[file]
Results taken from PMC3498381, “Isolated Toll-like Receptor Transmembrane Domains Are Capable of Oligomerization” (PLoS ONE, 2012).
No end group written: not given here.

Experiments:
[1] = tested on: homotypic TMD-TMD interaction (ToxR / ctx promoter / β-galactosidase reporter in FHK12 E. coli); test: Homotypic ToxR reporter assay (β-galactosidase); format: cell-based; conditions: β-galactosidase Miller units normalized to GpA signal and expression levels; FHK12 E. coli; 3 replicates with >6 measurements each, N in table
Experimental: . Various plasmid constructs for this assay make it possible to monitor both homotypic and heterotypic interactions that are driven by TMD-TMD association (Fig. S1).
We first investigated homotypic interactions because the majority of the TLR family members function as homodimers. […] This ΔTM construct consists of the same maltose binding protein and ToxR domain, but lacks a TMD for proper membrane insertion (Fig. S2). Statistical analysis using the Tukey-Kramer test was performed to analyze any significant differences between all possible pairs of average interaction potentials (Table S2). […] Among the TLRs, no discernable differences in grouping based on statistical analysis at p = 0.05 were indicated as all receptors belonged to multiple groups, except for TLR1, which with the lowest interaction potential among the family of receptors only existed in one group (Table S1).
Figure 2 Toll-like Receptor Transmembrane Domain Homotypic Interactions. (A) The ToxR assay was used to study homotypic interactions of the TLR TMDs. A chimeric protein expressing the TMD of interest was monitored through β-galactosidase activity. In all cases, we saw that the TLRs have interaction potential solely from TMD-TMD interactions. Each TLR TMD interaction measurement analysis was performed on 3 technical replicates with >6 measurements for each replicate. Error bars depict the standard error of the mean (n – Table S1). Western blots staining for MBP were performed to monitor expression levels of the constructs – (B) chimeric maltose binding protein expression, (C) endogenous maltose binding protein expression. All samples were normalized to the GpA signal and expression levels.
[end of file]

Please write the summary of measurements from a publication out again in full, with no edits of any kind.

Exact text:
Results taken from PMC3498381, “Isolated Toll-like Receptor Transmembrane Domains Are Capable of Oligomerization” (PLoS ONE, 2012).
No end group written: not given here.

Experiments:
[1] = tested on: homotypic TMD-TMD interaction (ToxR / ctx promoter / β-galactosidase reporter in FHK12 E. coli); test: Homotypic ToxR reporter assay (β-galactosidase); format: cell-based; conditions: β-galactosidase Miller units normalized to GpA signal and expression levels; FHK12 E. coli; 3 replicates with >6 measurements each, N in table
Experimental: . Various plasmid constructs for this assay make it possible to monitor both homotypic and heterotypic interactions that are driven by TMD-TMD association (Fig. S1).
We first investigated homotypic interactions because the majority of the TLR family members function as homodimers. […] This ΔTM construct consists of the same maltose binding protein and ToxR domain, but lacks a TMD for proper membrane insertion (Fig. S2). Statistical analysis using the Tukey-Kramer test was performed to analyze any significant differences between all possible pairs of average interaction potentials (Table S2). […] Among the TLRs, no discernable differences in grouping based on statistical analysis at p = 0.05 were indicated as all receptors belonged to multiple groups, except for TLR1, which with the lowest interaction potential among the family of receptors only existed in one group (Table S1).
Figure 2 Toll-like Receptor Transmembrane Domain Homotypic Interactions. (A) The ToxR assay was used to study homotypic interactions of the TLR TMDs. A chimeric protein expressing the TMD of interest was monitored through β-galactosidase activity. In all cases, we saw that the TLRs have interaction potential solely from TMD-TMD interactions. Each TLR TMD interaction measurement analysis was performed on 3 technical replicates with >6 measurements for each replicate. Error bars depict the standard error of the mean (n – Table S1). Western blots staining for MBP were performed to monitor expression levels of the constructs – (B) chimeric maltose binding protein expression, (C) endogenous maltose binding protein expression. All samples were normalized to the GpA signal and expression levels.